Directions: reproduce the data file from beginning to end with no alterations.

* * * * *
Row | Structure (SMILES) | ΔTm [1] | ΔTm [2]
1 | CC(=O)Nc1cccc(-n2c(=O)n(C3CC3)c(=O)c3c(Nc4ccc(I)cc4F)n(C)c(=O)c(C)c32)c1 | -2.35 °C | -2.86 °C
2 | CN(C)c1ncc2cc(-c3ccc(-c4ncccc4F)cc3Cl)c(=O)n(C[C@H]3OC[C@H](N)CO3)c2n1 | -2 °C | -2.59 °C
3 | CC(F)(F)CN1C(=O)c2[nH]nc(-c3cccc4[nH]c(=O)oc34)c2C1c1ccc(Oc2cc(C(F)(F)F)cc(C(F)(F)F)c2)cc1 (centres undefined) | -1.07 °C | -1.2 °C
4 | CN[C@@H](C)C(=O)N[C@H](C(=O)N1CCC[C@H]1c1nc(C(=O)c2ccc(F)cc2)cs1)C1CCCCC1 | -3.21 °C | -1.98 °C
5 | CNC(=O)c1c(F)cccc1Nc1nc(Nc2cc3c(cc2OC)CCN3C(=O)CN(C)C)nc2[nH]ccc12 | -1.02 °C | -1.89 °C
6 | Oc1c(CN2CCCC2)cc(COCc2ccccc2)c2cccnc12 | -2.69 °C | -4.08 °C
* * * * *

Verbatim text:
Row | Structure (SMILES) | ΔTm [1] | ΔTm [2]
1 | CC(=O)Nc1cccc(-n2c(=O)n(C3CC3)c(=O)c3c(Nc4ccc(I)cc4F)n(C)c(=O)c(C)c32)c1 | -2.35 °C | -2.86 °C
2 | CN(C)c1ncc2cc(-c3ccc(-c4ncccc4F)cc3Cl)c(=O)n(C[C@H]3OC[C@H](N)CO3)c2n1 | -2 °C | -2.59 °C
3 | CC(F)(F)CN1C(=O)c2[nH]nc(-c3cccc4[nH]c(=O)oc34)c2C1c1ccc(Oc2cc(C(F)(F)F)cc(C(F)(F)F)c2)cc1 (centres undefined) | -1.07 °C | -1.2 °C
4 | CN[C@@H](C)C(=O)N[C@H](C(=O)N1CCC[C@H]1c1nc(C(=O)c2ccc(F)cc2)cs1)C1CCCCC1 | -3.21 °C | -1.98 °C
5 | CNC(=O)c1c(F)cccc1Nc1nc(Nc2cc3c(cc2OC)CCN3C(=O)CN(C)C)nc2[nH]ccc12 | -1.02 °C | -1.89 °C
6 | Oc1c(CN2CCCC2)cc(COCc2ccccc2)c2cccnc12 | -2.69 °C | -4.08 °C